The Orca, or Killer Whale, is the largest member of the dolphin family; adult males can reach a body length of over nine metres and may weigh more than 5,000kg. They have distinctive black and white markings and a large dorsal fin; the dorsal fin of an adult male Orca is the largest of any cetacean, measuring up to 1.8 metres tall.
Orcas are intelligent predators and often use specific hunting techniques to feed on particular prey. In Argentina for example, Orcas are known to beach themselves in order to catch seals and sea lions on the shore. Orcas may also target seals and seabirds resting on ice; they rush to the surface of the water creating a wave to dislodge potential prey into the water. Some Orcas work together to ‘herd’ fish before stunning the prey with strikes from their tails and Orcas have even been known to make group attacks on large whales. In many areas, Orcas have also learnt to follow fishing fleets to feed on discarded fish, or to take prey directly from longlines.
The Orca is a social species, commonly living in large groups of up to 40-50 individuals. They communicate using a variety of screams, clicks and whistles, as well as through physical behaviours such as breaching, slapping the flippers or tail and ‘spyhopping’ (bringing the head out of the water).
Females give birth to a single calf after a gestation period of around 17 months. The calf feeds on fat-rich milk from the mother until it is at least a year old. It will learn during the course of development how to hunt and communicate, developing calls like those of the mother. Females stop reproducing after the age of 40, but may continue to take an important role in the group by passing on experience to younger relatives.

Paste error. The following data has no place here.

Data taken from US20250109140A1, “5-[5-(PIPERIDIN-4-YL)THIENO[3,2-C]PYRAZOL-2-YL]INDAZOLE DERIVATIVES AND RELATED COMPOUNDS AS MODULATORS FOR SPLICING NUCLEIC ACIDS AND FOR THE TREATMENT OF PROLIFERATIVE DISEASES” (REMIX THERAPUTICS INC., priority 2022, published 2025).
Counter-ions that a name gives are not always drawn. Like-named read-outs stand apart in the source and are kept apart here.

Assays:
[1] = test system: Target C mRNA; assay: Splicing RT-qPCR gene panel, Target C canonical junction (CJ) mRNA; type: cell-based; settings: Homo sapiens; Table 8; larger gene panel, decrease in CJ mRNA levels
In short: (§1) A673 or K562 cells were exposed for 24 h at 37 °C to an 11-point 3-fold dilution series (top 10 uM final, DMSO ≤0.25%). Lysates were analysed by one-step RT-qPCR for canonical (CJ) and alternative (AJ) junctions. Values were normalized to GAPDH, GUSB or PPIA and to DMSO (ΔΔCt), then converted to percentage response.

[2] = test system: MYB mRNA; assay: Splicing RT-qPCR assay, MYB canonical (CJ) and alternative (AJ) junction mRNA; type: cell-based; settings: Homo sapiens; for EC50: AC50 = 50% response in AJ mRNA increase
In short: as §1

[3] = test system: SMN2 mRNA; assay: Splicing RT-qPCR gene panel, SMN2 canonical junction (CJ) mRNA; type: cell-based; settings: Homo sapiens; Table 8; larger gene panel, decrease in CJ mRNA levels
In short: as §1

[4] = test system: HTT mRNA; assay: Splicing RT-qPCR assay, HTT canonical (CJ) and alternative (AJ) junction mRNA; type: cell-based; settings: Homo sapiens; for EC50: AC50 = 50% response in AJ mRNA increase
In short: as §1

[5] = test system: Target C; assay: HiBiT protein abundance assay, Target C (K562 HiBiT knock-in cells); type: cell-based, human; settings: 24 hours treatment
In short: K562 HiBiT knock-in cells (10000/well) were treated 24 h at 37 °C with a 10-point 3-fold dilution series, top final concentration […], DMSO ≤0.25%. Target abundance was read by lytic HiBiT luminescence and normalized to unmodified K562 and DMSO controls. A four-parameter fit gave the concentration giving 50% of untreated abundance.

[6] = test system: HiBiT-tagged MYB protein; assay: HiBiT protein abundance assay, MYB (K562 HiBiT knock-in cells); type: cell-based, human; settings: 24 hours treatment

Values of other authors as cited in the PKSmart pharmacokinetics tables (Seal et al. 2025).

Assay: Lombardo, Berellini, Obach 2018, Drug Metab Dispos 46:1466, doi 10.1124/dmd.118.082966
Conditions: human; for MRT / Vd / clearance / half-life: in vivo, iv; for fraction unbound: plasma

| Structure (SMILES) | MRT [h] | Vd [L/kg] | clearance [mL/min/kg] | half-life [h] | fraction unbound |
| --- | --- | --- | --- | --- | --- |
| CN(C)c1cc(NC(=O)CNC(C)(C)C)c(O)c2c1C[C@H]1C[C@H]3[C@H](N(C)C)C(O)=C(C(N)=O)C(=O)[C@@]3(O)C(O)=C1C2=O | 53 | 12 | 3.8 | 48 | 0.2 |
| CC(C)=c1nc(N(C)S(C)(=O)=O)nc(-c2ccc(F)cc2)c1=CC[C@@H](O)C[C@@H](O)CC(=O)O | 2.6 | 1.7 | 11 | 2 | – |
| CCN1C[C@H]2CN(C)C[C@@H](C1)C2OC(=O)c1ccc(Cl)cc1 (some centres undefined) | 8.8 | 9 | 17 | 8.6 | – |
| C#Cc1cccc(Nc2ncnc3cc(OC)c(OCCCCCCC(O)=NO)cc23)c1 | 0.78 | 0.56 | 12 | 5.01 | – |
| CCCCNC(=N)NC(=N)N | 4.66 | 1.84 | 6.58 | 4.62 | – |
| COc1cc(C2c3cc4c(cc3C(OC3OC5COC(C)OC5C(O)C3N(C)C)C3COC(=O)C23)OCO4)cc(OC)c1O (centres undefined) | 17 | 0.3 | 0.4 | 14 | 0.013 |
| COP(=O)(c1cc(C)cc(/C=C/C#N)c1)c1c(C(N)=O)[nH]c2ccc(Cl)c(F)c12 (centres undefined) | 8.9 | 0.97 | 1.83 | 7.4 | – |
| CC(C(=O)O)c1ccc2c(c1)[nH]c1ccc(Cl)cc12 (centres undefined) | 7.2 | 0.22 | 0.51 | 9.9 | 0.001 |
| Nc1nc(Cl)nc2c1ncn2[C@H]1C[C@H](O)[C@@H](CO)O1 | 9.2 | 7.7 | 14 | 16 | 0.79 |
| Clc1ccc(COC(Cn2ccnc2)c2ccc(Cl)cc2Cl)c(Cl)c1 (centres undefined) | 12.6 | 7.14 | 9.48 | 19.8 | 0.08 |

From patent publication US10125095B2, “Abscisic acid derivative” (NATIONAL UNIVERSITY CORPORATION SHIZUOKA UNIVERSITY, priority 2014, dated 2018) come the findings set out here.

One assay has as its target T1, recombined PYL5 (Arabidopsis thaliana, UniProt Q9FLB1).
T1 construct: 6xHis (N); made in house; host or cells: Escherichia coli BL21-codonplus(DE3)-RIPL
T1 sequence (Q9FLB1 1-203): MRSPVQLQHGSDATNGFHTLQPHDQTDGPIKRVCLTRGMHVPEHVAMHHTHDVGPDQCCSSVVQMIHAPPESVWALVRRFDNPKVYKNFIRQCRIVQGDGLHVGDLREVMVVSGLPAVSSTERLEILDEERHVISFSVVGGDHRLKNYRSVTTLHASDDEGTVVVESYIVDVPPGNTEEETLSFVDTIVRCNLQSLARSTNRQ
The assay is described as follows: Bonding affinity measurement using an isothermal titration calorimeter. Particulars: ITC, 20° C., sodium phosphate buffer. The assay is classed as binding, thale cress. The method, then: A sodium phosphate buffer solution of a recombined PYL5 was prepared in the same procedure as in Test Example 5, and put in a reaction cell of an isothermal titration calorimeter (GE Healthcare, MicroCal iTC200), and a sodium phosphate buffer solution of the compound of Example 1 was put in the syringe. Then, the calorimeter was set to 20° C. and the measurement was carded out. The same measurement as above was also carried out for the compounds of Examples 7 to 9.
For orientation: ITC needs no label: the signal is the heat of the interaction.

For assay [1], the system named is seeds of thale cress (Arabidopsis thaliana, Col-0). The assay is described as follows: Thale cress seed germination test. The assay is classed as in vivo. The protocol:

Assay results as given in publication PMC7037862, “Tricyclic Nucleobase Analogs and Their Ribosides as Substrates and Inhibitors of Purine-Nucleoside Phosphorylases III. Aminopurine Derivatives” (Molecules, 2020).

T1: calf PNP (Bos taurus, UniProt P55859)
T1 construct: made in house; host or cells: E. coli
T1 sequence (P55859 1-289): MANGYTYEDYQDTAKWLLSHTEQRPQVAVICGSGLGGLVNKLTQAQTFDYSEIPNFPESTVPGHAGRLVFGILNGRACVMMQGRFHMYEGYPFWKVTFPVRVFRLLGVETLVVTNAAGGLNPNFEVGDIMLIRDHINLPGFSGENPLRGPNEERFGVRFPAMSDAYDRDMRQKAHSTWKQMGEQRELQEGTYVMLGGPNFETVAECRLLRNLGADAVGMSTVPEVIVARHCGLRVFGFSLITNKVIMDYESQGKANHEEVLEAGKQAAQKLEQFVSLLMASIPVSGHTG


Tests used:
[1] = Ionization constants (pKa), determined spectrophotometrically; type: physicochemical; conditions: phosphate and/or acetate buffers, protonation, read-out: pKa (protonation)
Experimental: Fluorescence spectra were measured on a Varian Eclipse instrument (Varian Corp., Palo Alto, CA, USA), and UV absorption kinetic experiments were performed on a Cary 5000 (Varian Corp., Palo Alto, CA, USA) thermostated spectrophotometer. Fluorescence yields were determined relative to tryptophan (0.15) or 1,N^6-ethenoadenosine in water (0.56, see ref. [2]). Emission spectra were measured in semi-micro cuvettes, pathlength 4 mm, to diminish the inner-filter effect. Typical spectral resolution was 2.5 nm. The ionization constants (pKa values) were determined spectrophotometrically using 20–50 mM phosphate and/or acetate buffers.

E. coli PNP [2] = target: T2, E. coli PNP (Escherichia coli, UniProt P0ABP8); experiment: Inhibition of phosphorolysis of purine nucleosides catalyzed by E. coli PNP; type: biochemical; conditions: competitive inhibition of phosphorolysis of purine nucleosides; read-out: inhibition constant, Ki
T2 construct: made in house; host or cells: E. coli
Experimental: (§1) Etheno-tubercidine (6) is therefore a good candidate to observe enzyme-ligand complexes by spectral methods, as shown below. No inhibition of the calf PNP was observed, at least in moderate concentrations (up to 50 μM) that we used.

Orcas have a worldwide distribution; they can be seen in marine regions from the equator to polar waters, although they are generally more common in cooler waters and areas of high marine productivity. They are often seen close to the shoreline.
Threats and Conservation
Human activities impose a number of direct and indirect effects on Orca populations. They are at risk of injury from the propellers of fast moving boats, their foraging abilities may be affected by underwater boat noise, and they are vulnerable to reductions of their food supply as a result of overfishing. They are also at risk of the toxic effects of chemicals, for example from pesticides and fertilisers, which can flow into rivers and then on into the ocean. The build-up of these toxins, as well as marine pollution caused by the dumping of waste from human activities and large scale oil spills, may be a key cause of Orca mortality.